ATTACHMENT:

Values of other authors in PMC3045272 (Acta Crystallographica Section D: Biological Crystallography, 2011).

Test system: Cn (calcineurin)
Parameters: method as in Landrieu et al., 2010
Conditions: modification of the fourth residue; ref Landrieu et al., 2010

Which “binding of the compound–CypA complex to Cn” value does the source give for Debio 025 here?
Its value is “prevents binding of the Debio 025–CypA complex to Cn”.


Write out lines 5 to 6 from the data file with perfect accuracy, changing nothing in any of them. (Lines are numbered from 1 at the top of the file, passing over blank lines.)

Which “binding of the compound–CypA complex to Cn” value does the source give for Debio 025 here?
Its value is “prevents binding of the Debio 025–CypA complex to Cn”.